Presentation on theme: "Diagnostic Work-up. Electroencephalography (EEG) The only diagnostic test for absence seizures Ambulatory EEG monitoring over 24 hours may be useful to."— Presentation transcript:
Electroencephalography (EEG) The only diagnostic test for absence seizures Ambulatory EEG monitoring over 24 hours may be useful to quantitate the number of seizures per day and their most likely times of occurrence
EEG: Typical Absence Findings in typical absence seizures include the following: – Background activity is normal. In syndromes with frequent absence seizures, such as childhood absence epilepsy, a routine awake recording is often pathognomonic. In syndromes with less frequent absence seizures (juvenile absence epilepsy or juvenile myoclonic epilepsy), an awake recording may be normal; a sleep or sleep-deprived recording may be needed. – Typical absence seizures have generalized 3-Hz spike- and-wave complexes
The onset and ending of these seizures are abrupt; no postictal EEG slowing is noted. Hyperventilation often provokes these seizures and should be a routine part of all EEGs in children. EEG video monitoring demonstrates that clinical seizure manifestations may lag behind the start of ictal EEG activity; bursts lasting less than 3 seconds are usually clinically silent. During the absence seizure, rhythmic eye blinks and mild clonic jerks may be present. As a seizure progresses, automatisms may be seen. Clinical and EEG features may vary considerably in different children.
EEG: Atypical Absence Findings in atypical absence seizures include the following: – Background activity is often abnormal, reflecting the diffuse or multifocal underlying encephalopathy of symptomatic generalized epilepsy. – Seizures are characterized by slow spike-and- wave paroxysms, classically 2.5 Hz.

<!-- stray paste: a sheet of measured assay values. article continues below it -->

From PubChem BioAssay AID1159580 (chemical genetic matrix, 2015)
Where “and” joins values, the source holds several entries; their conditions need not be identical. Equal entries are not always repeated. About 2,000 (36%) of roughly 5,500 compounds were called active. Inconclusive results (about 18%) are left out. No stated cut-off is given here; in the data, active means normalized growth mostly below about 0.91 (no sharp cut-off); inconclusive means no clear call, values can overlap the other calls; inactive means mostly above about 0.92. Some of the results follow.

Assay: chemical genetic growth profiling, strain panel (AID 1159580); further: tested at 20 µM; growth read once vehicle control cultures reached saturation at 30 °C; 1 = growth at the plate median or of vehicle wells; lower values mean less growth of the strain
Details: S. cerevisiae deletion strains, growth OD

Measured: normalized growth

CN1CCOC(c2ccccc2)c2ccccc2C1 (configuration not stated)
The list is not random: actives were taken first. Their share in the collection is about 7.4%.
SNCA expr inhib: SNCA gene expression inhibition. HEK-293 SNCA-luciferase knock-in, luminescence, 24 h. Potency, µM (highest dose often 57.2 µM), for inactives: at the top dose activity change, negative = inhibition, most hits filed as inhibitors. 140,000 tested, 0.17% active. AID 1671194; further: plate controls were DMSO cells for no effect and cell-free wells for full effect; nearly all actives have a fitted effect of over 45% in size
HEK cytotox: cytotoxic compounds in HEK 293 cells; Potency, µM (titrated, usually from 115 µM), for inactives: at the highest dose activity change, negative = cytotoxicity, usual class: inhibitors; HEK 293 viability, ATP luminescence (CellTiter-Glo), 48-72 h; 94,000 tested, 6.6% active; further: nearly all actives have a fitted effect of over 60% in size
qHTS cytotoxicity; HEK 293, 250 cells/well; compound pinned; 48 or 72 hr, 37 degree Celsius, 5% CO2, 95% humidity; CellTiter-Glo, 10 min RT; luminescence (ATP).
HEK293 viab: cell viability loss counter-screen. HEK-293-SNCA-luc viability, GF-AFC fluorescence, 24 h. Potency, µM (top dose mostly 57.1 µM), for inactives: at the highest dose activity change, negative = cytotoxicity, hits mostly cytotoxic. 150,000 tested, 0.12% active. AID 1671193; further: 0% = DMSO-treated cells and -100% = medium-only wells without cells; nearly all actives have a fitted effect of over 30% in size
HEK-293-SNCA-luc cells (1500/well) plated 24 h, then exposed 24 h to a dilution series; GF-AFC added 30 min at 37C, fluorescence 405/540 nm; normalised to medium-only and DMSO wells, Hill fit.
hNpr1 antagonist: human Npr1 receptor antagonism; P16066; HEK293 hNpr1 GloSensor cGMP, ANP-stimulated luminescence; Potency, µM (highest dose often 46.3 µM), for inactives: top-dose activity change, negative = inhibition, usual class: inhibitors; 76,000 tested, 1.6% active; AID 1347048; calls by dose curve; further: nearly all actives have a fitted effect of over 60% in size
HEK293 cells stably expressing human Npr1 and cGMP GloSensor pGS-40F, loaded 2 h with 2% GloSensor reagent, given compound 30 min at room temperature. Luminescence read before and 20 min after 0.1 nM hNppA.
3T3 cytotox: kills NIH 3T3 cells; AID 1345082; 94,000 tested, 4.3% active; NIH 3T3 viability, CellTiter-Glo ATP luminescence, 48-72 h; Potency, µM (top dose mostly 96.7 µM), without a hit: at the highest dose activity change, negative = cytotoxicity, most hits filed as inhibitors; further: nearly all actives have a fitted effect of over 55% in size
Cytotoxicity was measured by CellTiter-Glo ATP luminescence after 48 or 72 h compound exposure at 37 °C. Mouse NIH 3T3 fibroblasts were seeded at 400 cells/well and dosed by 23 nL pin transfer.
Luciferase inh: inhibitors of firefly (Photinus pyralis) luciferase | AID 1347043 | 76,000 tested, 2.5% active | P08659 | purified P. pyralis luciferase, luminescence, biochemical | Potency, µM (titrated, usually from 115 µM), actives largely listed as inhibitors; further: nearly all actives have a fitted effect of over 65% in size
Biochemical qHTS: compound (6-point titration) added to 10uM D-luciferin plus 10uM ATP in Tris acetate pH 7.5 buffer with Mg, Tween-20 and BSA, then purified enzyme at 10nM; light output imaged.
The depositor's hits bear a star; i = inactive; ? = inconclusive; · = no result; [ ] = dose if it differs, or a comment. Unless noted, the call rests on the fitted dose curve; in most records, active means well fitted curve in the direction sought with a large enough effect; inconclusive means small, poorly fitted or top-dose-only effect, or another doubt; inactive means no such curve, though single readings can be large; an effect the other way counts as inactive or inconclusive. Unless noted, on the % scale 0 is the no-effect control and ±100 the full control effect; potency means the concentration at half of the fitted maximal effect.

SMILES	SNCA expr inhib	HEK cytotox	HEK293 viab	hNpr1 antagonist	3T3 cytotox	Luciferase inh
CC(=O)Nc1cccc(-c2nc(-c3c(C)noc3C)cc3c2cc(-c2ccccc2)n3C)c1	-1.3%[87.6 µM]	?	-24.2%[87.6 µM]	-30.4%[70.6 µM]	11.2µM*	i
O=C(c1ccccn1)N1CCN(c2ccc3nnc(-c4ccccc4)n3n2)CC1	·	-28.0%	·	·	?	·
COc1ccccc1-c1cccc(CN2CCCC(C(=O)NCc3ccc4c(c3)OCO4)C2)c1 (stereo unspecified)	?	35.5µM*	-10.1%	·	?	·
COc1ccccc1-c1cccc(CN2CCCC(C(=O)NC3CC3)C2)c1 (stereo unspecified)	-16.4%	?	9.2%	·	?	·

The onset may be difficult to discern, and postictal EEG slowing may be noted. The clinical correlation of generalized spike-and-wave complexes with clinical seizures is not as clear-cut as in typical absence seizures. EEG-video monitoring can show a more varied alteration of consciousness than in typical absence seizures. If the patient has underlying mental retardation, discerning changes in mental status also may be more difficult in atypical absence. Changes in postural tone, most noticeably head nods, are common.
Laboratory Studies Laboratory tests for: – Metabolic abnormalities – Toxic or drug ingestion – Blood levels of electrolytes, glucose, calcium, magnesium – Hepatic or renal disease If a clear history of the episodic nature of the attacks is obtained, then the EEG can be diagnostic and laboratory tests may not be necessary.
Imaging Studies Neuroimaging is not indicated if the typical clinical pattern is present. – Neuroimaging findings are normal in idiopathic epilepsies by definition Often ordered if a child presents with a generalized tonic-clonic seizure, to rule out significant structural causes of seizures. If imaging is performed, MRI is preferred to CT scanning. MRI is more sensitive for certain anatomic abnormalities.